Karl Ferdinand Braun (6 June 1850 in Fulda, Germany – 20 April 1918 in New York City, USA) was a German inventor, physicist and Nobel Prize laureate.


Braun was educated at the University of Marburg and received a Ph.D from the University of Berlin in 1872. In 1874 he discovered that a point-contact semiconductor rectifies alternating current. He became director of the Physical Institute and professor of physics at the University of Strassburg in 1895. In 1897 he built the first cathode-ray tube oscilloscope(1) .CRT technology is to this day used by most television sets and computer monitors. The CRT is still called the "Braun tube" (Braunsche Röhre) in German-speaking countries (and in Japan: Buraun-kan).

During the development of radio, he also worked on wireless telegraphy. Around 1898, he invented a crystal diode rectifier or Cat's whisker diode. Guglielmo Marconi used Braun's patents (among others). Braun's British patent on tuning was used by Marconi in many of his tuning patents. Marconi would later admit to Braun himself that he had "borrowed" portions of Braun's work. In 1909 Braun shared the Nobel Prize for physics with Marconi for "contributions to the development of wireless telegraphy."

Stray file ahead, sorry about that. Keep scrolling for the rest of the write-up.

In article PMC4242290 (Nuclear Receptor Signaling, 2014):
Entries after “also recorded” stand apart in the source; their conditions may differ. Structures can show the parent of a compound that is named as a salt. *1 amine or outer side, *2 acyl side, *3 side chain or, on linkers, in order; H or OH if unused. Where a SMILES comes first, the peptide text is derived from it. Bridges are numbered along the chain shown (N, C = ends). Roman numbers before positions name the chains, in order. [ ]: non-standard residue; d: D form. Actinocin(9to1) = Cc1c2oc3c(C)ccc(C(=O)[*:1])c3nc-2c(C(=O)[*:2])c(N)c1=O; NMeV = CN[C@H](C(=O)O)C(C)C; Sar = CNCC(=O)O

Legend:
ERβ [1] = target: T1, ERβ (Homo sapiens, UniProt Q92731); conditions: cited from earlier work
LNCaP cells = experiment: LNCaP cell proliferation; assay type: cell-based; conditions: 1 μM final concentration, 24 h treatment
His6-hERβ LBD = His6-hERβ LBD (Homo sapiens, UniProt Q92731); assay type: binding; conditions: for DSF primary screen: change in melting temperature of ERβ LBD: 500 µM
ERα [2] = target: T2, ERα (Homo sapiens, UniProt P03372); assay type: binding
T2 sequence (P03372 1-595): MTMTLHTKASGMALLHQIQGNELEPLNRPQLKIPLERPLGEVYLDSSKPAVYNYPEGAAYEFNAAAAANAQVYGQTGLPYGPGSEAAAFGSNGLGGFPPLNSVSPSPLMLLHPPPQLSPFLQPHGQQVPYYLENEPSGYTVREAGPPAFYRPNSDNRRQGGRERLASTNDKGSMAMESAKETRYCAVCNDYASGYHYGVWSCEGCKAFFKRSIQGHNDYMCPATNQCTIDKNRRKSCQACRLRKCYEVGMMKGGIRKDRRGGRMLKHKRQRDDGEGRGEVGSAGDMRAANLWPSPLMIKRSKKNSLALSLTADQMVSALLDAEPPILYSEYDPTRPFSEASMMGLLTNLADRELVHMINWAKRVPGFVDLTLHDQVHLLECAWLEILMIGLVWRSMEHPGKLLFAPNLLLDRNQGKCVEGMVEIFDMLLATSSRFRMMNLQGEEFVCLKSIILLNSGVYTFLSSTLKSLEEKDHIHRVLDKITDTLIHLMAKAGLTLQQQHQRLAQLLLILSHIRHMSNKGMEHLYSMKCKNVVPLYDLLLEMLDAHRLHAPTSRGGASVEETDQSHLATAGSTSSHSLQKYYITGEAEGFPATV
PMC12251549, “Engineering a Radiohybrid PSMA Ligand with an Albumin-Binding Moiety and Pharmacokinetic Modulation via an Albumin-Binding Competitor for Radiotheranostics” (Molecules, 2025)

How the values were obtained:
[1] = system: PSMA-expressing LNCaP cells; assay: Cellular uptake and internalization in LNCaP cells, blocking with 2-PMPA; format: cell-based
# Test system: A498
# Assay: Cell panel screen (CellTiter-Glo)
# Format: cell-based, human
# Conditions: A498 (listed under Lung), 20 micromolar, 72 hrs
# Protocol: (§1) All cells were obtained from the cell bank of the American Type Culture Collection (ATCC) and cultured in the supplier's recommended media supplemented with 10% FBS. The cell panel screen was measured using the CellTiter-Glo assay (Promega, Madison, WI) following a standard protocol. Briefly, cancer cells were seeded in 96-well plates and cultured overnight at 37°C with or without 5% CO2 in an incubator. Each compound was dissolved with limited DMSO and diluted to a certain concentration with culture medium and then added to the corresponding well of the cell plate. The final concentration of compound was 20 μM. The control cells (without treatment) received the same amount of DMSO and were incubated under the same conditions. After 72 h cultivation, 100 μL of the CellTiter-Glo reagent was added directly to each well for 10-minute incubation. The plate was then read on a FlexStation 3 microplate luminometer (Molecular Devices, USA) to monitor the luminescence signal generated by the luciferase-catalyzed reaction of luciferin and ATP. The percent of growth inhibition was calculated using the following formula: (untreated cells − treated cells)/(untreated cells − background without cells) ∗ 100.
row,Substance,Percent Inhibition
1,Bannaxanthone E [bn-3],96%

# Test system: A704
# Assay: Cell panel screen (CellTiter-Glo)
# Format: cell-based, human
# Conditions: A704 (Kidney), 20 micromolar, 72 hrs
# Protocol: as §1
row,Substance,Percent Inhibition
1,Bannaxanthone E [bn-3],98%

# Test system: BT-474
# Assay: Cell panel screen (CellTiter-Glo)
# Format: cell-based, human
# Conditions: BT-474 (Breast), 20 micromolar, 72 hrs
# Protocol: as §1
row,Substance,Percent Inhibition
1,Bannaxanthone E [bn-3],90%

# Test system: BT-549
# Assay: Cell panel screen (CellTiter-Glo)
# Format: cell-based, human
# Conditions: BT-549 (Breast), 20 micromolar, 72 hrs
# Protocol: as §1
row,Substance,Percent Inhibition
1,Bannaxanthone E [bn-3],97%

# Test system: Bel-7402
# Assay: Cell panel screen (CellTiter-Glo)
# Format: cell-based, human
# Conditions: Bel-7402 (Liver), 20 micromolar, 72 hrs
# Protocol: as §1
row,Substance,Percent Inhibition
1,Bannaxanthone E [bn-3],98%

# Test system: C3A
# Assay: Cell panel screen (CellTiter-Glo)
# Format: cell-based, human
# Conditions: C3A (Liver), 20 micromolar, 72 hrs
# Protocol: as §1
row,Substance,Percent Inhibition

Braun went to the United States at the beginning of World War I to help defend the German wireless station at Sayville, N.Y. (on Long Island) against attacks by the British controlled Marconi Corporation. (At this time the U.S. had not yet entered the war). Braun died in his house in Brooklyn before the war ended in 1918.


Karl Ferdinand Braun


1. Keller, P.A., "The 100th Anniversary of the Cathode-Ray Tube," Information Display, Vol. 13, No. 10, 1997, pp. 28-32.


Karl Ferdinand Braun



U.S. Patent 0750429 (PDF)

U.S. Patent 0763345 (PDF)


Hans Baluschek (9.5.1879 Breslau Berlin - 28.9.1835)
Museumsstiftung Post und Telekommunikation, Inv. Nr. 4.0.790 ,

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